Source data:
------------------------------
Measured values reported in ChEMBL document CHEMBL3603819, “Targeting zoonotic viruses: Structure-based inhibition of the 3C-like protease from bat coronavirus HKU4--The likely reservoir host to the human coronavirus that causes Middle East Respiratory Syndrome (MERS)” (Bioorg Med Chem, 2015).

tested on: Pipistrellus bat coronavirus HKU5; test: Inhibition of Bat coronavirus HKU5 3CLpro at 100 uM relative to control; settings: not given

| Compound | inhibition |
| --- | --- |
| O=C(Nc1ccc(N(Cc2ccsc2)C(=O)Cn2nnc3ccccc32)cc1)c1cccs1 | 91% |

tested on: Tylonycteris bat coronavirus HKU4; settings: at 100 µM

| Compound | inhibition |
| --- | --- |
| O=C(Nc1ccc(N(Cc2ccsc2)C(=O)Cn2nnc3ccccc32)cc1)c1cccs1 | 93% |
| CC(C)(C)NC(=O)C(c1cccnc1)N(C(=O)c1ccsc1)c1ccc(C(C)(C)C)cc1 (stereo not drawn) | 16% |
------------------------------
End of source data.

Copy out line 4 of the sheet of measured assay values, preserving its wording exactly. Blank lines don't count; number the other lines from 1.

| --- | --- |